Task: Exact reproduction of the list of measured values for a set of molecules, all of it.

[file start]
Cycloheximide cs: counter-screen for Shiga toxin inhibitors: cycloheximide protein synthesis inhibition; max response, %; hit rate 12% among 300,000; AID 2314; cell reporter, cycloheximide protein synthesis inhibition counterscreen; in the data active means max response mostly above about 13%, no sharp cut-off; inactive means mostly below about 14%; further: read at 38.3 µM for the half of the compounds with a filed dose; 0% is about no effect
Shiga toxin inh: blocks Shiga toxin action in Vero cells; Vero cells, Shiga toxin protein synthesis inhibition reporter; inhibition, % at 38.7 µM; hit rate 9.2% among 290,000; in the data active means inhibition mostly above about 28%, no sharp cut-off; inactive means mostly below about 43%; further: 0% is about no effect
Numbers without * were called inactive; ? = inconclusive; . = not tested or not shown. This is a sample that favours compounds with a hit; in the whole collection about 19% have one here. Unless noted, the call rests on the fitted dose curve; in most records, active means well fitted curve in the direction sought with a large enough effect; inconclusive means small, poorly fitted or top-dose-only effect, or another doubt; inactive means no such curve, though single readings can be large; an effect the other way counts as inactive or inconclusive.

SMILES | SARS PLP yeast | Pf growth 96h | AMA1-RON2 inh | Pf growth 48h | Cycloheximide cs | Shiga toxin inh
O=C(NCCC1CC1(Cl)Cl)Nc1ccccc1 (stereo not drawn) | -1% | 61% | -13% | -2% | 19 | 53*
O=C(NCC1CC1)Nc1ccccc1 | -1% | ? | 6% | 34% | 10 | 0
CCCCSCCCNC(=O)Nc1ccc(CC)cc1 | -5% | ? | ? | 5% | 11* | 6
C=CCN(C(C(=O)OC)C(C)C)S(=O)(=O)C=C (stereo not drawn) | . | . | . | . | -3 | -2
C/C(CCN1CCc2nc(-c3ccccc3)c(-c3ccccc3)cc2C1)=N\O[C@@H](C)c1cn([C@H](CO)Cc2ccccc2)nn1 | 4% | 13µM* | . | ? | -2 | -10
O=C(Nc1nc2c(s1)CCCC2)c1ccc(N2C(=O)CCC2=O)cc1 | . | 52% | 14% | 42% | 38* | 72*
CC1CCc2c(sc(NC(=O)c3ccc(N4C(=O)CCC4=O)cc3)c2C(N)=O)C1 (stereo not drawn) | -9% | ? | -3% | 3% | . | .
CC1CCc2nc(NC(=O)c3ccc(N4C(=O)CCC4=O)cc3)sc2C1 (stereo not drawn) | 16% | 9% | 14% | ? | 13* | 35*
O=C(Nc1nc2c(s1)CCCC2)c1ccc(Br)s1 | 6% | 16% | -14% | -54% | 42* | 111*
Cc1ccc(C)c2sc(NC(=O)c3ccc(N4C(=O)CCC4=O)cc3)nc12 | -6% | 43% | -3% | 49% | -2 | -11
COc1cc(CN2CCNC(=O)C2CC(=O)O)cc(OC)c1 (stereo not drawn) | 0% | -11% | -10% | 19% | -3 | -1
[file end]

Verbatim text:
Cycloheximide cs: counter-screen for Shiga toxin inhibitors: cycloheximide protein synthesis inhibition; max response, %; hit rate 12% among 300,000; AID 2314; cell reporter, cycloheximide protein synthesis inhibition counterscreen; in the data active means max response mostly above about 13%, no sharp cut-off; inactive means mostly below about 14%; further: read at 38.3 µM for the half of the compounds with a filed dose; 0% is about no effect
Shiga toxin inh: blocks Shiga toxin action in Vero cells; Vero cells, Shiga toxin protein synthesis inhibition reporter; inhibition, % at 38.7 µM; hit rate 9.2% among 290,000; in the data active means inhibition mostly above about 28%, no sharp cut-off; inactive means mostly below about 43%; further: 0% is about no effect
Numbers without * were called inactive; ? = inconclusive; . = not tested or not shown. This is a sample that favours compounds with a hit; in the whole collection about 19% have one here. Unless noted, the call rests on the fitted dose curve; in most records, active means well fitted curve in the direction sought with a large enough effect; inconclusive means small, poorly fitted or top-dose-only effect, or another doubt; inactive means no such curve, though single readings can be large; an effect the other way counts as inactive or inconclusive.

SMILES | SARS PLP yeast | Pf growth 96h | AMA1-RON2 inh | Pf growth 48h | Cycloheximide cs | Shiga toxin inh
O=C(NCCC1CC1(Cl)Cl)Nc1ccccc1 (stereo not drawn) | -1% | 61% | -13% | -2% | 19 | 53*
O=C(NCC1CC1)Nc1ccccc1 | -1% | ? | 6% | 34% | 10 | 0
CCCCSCCCNC(=O)Nc1ccc(CC)cc1 | -5% | ? | ? | 5% | 11* | 6
C=CCN(C(C(=O)OC)C(C)C)S(=O)(=O)C=C (stereo not drawn) | . | . | . | . | -3 | -2
C/C(CCN1CCc2nc(-c3ccccc3)c(-c3ccccc3)cc2C1)=N\O[C@@H](C)c1cn([C@H](CO)Cc2ccccc2)nn1 | 4% | 13µM* | . | ? | -2 | -10
O=C(Nc1nc2c(s1)CCCC2)c1ccc(N2C(=O)CCC2=O)cc1 | . | 52% | 14% | 42% | 38* | 72*
CC1CCc2c(sc(NC(=O)c3ccc(N4C(=O)CCC4=O)cc3)c2C(N)=O)C1 (stereo not drawn) | -9% | ? | -3% | 3% | . | .
CC1CCc2nc(NC(=O)c3ccc(N4C(=O)CCC4=O)cc3)sc2C1 (stereo not drawn) | 16% | 9% | 14% | ? | 13* | 35*
O=C(Nc1nc2c(s1)CCCC2)c1ccc(Br)s1 | 6% | 16% | -14% | -54% | 42* | 111*
Cc1ccc(C)c2sc(NC(=O)c3ccc(N4C(=O)CCC4=O)cc3)nc12 | -6% | 43% | -3% | 49% | -2 | -11
COc1cc(CN2CCNC(=O)C2CC(=O)O)cc(OC)c1 (stereo not drawn) | 0% | -11% | -10% | 19% | -3 | -1